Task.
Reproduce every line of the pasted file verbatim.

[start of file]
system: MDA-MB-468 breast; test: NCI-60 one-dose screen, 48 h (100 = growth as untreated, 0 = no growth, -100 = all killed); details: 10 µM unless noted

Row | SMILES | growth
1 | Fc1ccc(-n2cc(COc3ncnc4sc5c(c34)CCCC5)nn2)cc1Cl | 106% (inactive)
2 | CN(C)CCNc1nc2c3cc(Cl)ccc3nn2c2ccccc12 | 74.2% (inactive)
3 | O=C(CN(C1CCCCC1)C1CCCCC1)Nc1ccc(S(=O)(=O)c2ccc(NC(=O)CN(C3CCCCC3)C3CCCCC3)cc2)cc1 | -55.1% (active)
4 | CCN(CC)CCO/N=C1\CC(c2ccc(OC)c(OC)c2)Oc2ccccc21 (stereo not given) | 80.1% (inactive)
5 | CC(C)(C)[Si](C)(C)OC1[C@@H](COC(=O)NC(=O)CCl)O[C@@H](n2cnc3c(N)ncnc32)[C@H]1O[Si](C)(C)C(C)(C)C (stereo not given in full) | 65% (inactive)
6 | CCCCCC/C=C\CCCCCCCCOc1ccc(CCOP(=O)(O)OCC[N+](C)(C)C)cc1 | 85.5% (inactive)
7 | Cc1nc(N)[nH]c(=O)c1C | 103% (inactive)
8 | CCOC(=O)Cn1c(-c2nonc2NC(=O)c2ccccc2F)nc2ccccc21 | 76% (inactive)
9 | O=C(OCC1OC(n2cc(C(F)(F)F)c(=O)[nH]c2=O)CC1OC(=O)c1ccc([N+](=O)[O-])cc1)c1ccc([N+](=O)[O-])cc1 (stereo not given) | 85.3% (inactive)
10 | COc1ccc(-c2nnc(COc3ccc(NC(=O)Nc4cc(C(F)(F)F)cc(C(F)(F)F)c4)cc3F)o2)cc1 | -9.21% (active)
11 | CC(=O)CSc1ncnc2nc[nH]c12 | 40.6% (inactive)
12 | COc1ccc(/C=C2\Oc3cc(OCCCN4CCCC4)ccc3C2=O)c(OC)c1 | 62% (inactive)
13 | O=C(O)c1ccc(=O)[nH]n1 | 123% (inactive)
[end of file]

system: MDA-MB-468 breast; test: NCI-60 one-dose screen, 48 h (100 = growth as untreated, 0 = no growth, -100 = all killed); details: 10 µM unless noted

Row | SMILES | growth
1 | Fc1ccc(-n2cc(COc3ncnc4sc5c(c34)CCCC5)nn2)cc1Cl | 106% (inactive)
2 | CN(C)CCNc1nc2c3cc(Cl)ccc3nn2c2ccccc12 | 74.2% (inactive)
3 | O=C(CN(C1CCCCC1)C1CCCCC1)Nc1ccc(S(=O)(=O)c2ccc(NC(=O)CN(C3CCCCC3)C3CCCCC3)cc2)cc1 | -55.1% (active)
4 | CCN(CC)CCO/N=C1\CC(c2ccc(OC)c(OC)c2)Oc2ccccc21 (stereo not given) | 80.1% (inactive)
5 | CC(C)(C)[Si](C)(C)OC1[C@@H](COC(=O)NC(=O)CCl)O[C@@H](n2cnc3c(N)ncnc32)[C@H]1O[Si](C)(C)C(C)(C)C (stereo not given in full) | 65% (inactive)
6 | CCCCCC/C=C\CCCCCCCCOc1ccc(CCOP(=O)(O)OCC[N+](C)(C)C)cc1 | 85.5% (inactive)
7 | Cc1nc(N)[nH]c(=O)c1C | 103% (inactive)
8 | CCOC(=O)Cn1c(-c2nonc2NC(=O)c2ccccc2F)nc2ccccc21 | 76% (inactive)
9 | O=C(OCC1OC(n2cc(C(F)(F)F)c(=O)[nH]c2=O)CC1OC(=O)c1ccc([N+](=O)[O-])cc1)c1ccc([N+](=O)[O-])cc1 (stereo not given) | 85.3% (inactive)
10 | COc1ccc(-c2nnc(COc3ccc(NC(=O)Nc4cc(C(F)(F)F)cc(C(F)(F)F)c4)cc3F)o2)cc1 | -9.21% (active)
11 | CC(=O)CSc1ncnc2nc[nH]c12 | 40.6% (inactive)
12 | COc1ccc(/C=C2\Oc3cc(OCCCN4CCCC4)ccc3C2=O)c(OC)c1 | 62% (inactive)
13 | O=C(O)c1ccc(=O)[nH]n1 | 123% (inactive)